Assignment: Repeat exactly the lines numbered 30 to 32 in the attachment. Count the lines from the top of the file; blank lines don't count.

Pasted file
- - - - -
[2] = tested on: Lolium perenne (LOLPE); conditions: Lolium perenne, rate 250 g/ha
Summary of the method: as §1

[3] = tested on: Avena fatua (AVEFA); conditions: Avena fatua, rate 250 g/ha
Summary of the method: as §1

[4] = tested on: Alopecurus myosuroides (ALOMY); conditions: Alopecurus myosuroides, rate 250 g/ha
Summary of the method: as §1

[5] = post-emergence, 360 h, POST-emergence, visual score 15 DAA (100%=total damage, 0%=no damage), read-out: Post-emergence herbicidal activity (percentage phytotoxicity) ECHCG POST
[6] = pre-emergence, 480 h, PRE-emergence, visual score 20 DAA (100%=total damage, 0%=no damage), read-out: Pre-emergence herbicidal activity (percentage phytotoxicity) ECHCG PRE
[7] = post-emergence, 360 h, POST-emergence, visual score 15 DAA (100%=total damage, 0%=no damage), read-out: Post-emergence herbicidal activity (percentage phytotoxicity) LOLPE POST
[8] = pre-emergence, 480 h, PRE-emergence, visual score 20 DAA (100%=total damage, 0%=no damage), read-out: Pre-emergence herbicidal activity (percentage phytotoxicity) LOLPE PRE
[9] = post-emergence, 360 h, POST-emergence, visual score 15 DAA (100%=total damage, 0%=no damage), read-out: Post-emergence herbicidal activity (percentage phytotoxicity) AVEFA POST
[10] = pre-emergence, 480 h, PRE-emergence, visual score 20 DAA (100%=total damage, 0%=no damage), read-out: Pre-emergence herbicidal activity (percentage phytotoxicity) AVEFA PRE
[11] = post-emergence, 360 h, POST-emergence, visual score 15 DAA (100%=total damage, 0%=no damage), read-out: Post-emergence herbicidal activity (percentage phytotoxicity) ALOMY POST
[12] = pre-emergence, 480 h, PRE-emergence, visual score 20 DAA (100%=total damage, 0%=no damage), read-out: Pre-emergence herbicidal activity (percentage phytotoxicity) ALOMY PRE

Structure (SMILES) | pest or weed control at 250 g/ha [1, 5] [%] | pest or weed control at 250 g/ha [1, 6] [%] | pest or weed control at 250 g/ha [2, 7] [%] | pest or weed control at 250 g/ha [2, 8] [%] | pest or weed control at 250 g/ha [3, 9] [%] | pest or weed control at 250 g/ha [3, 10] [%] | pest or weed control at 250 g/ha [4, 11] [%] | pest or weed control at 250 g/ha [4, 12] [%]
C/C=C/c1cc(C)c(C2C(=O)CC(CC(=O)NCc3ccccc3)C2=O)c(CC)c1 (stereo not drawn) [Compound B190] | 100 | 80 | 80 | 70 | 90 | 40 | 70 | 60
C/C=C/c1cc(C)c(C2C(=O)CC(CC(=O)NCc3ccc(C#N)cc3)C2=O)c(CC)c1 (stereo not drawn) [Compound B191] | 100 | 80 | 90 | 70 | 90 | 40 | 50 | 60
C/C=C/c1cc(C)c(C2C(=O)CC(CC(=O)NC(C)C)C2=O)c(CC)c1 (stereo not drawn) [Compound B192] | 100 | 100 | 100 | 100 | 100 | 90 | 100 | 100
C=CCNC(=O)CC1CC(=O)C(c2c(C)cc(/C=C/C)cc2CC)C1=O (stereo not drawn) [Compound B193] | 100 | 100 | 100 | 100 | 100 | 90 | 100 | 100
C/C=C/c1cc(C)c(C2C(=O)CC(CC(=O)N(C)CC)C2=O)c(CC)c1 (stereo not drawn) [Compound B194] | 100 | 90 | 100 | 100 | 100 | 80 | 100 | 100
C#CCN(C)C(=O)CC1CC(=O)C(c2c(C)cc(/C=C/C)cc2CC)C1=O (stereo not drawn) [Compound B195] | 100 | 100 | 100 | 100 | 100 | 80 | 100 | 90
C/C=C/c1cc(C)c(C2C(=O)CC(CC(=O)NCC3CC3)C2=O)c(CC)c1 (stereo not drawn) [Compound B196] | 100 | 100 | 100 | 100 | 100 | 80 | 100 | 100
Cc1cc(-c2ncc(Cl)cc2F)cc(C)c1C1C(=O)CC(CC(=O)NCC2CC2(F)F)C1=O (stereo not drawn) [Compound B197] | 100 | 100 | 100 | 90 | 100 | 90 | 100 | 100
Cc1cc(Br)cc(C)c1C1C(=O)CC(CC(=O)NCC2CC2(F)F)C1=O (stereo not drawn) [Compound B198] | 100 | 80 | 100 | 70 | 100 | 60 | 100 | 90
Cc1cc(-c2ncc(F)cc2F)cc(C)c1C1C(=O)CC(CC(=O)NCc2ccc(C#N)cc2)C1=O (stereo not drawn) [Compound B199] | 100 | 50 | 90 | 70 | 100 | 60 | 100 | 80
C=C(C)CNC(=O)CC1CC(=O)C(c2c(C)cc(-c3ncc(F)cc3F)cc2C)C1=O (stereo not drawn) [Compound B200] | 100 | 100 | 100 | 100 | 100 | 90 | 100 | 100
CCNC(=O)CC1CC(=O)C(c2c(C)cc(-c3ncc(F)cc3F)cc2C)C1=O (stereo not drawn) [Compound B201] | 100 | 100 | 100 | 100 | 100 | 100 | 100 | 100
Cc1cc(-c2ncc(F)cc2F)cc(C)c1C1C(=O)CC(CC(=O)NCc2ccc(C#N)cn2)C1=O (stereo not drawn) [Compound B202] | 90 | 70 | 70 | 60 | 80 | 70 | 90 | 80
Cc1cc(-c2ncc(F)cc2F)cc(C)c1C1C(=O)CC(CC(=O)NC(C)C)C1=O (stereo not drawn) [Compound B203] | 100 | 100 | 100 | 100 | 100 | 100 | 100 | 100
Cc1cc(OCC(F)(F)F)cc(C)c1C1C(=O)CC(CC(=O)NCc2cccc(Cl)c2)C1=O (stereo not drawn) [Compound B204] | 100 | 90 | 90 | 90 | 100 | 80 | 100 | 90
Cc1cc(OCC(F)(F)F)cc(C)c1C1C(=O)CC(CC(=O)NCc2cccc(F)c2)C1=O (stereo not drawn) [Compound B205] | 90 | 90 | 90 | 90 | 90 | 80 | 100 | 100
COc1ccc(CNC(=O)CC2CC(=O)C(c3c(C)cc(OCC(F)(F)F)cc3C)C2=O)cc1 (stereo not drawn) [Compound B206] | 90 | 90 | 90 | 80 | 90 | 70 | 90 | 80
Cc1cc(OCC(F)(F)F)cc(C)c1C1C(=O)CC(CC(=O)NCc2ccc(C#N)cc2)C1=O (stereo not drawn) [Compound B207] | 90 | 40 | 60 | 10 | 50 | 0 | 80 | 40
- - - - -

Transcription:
Cc1cc(OCC(F)(F)F)cc(C)c1C1C(=O)CC(CC(=O)NCc2cccc(Cl)c2)C1=O (stereo not drawn) [Compound B204] | 100 | 90 | 90 | 90 | 100 | 80 | 100 | 90
Cc1cc(OCC(F)(F)F)cc(C)c1C1C(=O)CC(CC(=O)NCc2cccc(F)c2)C1=O (stereo not drawn) [Compound B205] | 90 | 90 | 90 | 90 | 90 | 80 | 100 | 100
COc1ccc(CNC(=O)CC2CC(=O)C(c3c(C)cc(OCC(F)(F)F)cc3C)C2=O)cc1 (stereo not drawn) [Compound B206] | 90 | 90 | 90 | 80 | 90 | 70 | 90 | 80